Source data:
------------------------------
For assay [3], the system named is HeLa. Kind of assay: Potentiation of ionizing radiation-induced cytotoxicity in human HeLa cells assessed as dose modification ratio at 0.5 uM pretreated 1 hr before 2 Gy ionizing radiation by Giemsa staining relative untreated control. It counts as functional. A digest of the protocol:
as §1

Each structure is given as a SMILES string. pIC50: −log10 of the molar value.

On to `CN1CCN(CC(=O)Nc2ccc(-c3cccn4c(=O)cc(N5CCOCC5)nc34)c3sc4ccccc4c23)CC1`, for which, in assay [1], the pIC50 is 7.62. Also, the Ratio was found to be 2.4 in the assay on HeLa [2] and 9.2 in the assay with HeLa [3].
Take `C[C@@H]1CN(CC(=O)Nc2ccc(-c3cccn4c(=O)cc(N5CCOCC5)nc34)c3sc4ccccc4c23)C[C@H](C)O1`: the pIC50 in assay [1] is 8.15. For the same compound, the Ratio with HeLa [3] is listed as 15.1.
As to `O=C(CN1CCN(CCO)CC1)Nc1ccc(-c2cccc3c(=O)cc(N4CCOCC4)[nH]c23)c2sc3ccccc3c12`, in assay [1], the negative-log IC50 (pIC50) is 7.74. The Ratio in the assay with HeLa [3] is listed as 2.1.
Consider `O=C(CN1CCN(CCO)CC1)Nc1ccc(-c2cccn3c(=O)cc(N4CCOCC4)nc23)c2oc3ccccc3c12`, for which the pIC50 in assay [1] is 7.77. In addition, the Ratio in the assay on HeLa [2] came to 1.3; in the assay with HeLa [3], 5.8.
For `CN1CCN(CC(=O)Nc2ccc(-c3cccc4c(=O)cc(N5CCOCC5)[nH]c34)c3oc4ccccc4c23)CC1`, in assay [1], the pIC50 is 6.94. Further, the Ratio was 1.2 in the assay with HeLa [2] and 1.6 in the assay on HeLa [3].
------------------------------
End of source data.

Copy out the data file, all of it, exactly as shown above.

For assay [3], the system named is HeLa. Kind of assay: Potentiation of ionizing radiation-induced cytotoxicity in human HeLa cells assessed as dose modification ratio at 0.5 uM pretreated 1 hr before 2 Gy ionizing radiation by Giemsa staining relative untreated control. It counts as functional. A digest of the protocol:
as §1

Each structure is given as a SMILES string. pIC50: −log10 of the molar value.

On to `CN1CCN(CC(=O)Nc2ccc(-c3cccn4c(=O)cc(N5CCOCC5)nc34)c3sc4ccccc4c23)CC1`, for which, in assay [1], the pIC50 is 7.62. Also, the Ratio was found to be 2.4 in the assay on HeLa [2] and 9.2 in the assay with HeLa [3].
Take `C[C@@H]1CN(CC(=O)Nc2ccc(-c3cccn4c(=O)cc(N5CCOCC5)nc34)c3sc4ccccc4c23)C[C@H](C)O1`: the pIC50 in assay [1] is 8.15. For the same compound, the Ratio with HeLa [3] is listed as 15.1.
As to `O=C(CN1CCN(CCO)CC1)Nc1ccc(-c2cccc3c(=O)cc(N4CCOCC4)[nH]c23)c2sc3ccccc3c12`, in assay [1], the negative-log IC50 (pIC50) is 7.74. The Ratio in the assay with HeLa [3] is listed as 2.1.
Consider `O=C(CN1CCN(CCO)CC1)Nc1ccc(-c2cccn3c(=O)cc(N4CCOCC4)nc23)c2oc3ccccc3c12`, for which the pIC50 in assay [1] is 7.77. In addition, the Ratio in the assay on HeLa [2] came to 1.3; in the assay with HeLa [3], 5.8.
For `CN1CCN(CC(=O)Nc2ccc(-c3cccc4c(=O)cc(N5CCOCC5)[nH]c34)c3oc4ccccc4c23)CC1`, in assay [1], the pIC50 is 6.94. Further, the Ratio was 1.2 in the assay with HeLa [2] and 1.6 in the assay on HeLa [3].